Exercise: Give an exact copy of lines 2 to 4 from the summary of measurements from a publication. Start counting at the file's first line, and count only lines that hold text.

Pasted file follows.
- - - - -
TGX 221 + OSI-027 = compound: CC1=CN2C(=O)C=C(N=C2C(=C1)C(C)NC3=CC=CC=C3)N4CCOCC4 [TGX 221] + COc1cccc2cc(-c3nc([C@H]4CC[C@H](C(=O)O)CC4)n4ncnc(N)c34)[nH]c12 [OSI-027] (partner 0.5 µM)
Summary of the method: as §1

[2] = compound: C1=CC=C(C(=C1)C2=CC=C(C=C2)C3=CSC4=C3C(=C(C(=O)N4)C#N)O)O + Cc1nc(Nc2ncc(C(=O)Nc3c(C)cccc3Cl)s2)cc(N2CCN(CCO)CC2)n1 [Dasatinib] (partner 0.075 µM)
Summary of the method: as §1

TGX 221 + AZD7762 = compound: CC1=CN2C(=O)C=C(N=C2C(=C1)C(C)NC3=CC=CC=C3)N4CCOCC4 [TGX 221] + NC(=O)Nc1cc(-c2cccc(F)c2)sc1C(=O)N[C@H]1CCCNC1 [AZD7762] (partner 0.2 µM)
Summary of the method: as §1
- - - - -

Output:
Summary of the method: as §1

[2] = compound: C1=CC=C(C(=C1)C2=CC=C(C=C2)C3=CSC4=C3C(=C(C(=O)N4)C#N)O)O + Cc1nc(Nc2ncc(C(=O)Nc3c(C)cccc3Cl)s2)cc(N2CCN(CCO)CC2)n1 [Dasatinib] (partner 0.075 µM)
Summary of the method: as §1